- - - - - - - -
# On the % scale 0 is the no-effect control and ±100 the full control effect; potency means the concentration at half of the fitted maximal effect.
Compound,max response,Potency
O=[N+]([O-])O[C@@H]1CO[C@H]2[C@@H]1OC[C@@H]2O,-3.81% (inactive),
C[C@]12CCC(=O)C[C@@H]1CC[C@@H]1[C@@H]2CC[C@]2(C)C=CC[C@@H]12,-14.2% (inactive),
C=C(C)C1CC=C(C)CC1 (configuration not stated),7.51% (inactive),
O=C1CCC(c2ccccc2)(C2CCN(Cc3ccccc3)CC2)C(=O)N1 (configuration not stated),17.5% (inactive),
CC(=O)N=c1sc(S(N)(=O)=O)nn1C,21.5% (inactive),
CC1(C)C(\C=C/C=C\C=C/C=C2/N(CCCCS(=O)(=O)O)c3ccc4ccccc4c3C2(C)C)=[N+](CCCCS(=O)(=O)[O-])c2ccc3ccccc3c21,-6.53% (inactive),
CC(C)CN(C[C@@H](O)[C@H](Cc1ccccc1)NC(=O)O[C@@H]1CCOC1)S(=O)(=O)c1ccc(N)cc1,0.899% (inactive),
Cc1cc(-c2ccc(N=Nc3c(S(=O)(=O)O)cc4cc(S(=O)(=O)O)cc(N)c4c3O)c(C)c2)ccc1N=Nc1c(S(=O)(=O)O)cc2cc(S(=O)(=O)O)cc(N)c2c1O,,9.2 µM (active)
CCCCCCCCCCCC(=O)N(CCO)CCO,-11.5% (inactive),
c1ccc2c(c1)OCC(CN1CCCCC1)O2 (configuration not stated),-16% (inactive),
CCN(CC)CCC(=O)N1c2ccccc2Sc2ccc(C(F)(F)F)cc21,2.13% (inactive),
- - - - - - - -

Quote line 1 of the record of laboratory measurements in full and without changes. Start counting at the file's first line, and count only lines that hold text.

# On the % scale 0 is the no-effect control and ±100 the full control effect; potency means the concentration at half of the fitted maximal effect.